U.S. Office Space Demand Unchanged, Low Job Growth
Office vacancy rates in the U.S. were unchanged during the last quarter of 2013, due to low demand due to mediocre job growth and economic concerns, according to a preliminary report from research firm Reis Inc.
The nation's vacancy rate was 16.9 percent during the fourth quarter, similar to levels recorded over the past three years by Reis.
"With most of the employment growth continuing to come from low-paying, low-skilled jobs that don't utilize office space, demand remains weak," the report said.
The vacancy rate is lower than a post-recession high of 17.6 percent at the end of 2010. However, it is much higher than the 12.5 percent average seen in the third quarter of 2007.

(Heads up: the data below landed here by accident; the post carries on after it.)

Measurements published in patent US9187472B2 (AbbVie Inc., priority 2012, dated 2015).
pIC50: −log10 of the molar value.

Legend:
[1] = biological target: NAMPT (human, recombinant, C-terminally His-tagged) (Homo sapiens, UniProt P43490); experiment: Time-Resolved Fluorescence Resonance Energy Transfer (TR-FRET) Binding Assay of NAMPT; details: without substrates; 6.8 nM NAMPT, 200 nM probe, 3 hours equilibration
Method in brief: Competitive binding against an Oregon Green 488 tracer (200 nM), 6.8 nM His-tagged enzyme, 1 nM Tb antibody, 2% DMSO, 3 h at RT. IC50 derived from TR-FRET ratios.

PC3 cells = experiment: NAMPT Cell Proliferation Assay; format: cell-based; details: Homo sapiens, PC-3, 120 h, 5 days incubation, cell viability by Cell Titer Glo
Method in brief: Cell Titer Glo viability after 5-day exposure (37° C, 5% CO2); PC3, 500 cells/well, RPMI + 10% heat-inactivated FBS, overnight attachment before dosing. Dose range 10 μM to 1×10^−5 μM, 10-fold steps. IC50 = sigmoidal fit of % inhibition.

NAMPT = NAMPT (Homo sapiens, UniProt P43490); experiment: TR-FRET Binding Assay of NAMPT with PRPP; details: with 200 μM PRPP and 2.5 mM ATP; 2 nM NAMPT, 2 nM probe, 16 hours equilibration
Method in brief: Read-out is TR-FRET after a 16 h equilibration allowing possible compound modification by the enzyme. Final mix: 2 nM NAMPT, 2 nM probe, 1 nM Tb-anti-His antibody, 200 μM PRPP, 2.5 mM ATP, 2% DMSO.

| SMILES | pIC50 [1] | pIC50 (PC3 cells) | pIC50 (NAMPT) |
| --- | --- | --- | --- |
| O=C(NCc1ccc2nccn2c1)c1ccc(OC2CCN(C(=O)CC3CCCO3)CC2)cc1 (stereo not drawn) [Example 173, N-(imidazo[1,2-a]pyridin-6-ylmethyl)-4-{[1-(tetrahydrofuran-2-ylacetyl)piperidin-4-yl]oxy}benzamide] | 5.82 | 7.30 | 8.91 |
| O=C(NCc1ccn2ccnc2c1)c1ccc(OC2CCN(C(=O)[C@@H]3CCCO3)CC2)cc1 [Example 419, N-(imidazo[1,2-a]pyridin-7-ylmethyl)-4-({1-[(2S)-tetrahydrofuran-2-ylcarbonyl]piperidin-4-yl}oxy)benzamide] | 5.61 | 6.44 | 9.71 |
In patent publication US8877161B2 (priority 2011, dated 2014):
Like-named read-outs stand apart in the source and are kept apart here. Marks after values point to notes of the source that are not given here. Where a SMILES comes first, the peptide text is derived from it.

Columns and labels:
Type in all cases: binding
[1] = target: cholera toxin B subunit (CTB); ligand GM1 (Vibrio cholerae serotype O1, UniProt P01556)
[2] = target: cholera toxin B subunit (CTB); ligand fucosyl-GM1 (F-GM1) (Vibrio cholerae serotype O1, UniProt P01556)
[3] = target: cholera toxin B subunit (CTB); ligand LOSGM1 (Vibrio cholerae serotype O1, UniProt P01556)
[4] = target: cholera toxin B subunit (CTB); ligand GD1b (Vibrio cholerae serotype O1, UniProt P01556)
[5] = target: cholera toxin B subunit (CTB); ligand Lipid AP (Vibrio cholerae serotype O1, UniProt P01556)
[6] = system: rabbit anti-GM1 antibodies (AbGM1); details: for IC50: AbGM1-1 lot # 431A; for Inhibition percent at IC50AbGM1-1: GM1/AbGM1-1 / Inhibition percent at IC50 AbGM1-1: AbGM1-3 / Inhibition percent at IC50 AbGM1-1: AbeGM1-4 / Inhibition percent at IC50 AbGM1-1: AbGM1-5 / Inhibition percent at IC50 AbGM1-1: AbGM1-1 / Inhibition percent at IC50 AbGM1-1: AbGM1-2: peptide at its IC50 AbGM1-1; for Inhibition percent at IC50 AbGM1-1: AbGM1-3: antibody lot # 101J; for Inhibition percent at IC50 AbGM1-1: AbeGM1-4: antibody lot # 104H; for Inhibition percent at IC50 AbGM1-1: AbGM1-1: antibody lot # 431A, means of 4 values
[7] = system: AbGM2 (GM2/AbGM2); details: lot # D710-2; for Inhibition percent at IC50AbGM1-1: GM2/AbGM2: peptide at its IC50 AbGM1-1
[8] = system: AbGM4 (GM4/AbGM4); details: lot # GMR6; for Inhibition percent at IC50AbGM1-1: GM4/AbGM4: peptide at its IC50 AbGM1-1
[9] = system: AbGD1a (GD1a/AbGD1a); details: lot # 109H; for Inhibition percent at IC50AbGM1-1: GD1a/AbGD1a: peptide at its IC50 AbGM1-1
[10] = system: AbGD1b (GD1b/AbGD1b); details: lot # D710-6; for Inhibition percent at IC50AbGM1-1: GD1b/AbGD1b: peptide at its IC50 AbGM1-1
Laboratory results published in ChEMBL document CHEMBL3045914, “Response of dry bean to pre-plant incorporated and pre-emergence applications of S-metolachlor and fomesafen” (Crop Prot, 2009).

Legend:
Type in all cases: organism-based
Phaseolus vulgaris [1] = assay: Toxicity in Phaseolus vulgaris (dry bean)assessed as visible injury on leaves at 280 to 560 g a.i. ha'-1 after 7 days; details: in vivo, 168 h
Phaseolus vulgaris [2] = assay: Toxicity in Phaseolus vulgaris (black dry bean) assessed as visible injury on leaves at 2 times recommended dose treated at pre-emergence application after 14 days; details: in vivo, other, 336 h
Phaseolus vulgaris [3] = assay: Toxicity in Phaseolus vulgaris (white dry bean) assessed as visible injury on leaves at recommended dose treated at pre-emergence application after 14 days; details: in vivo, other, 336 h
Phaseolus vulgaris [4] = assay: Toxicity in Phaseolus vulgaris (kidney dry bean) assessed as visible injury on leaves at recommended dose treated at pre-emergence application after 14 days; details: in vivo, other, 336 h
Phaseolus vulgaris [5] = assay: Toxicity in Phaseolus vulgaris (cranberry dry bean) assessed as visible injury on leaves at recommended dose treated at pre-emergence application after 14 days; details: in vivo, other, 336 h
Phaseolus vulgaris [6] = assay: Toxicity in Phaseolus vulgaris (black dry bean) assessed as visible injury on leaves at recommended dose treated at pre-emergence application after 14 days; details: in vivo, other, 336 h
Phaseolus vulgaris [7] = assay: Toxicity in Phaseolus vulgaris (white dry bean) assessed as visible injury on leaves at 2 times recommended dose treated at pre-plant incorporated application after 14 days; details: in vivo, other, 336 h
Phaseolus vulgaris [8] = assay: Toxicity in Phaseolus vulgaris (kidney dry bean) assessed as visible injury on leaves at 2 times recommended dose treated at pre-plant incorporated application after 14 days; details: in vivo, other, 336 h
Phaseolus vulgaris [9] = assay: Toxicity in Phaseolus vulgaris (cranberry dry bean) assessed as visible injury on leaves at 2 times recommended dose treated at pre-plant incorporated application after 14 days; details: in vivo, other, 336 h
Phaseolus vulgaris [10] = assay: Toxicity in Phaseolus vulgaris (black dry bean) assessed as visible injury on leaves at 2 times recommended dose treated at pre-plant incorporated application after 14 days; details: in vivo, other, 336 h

The high vacancy rates is not allowing landlords to increase rents or reduce lease concessions, the report said.
Average rents increased 0.7 percent from the previous quarter. The tightest market was New York, reclaiming the title from Washington D.C., with a vacancy rate of 9.9 percent at the end of the fourth quarter. Washington's vacancy rate was 10.3 percent.
Looking ahead, Reis expects moderate improvement in 2014, noting that office space demand will not increase unless there are more high-wage, high-skill jobs.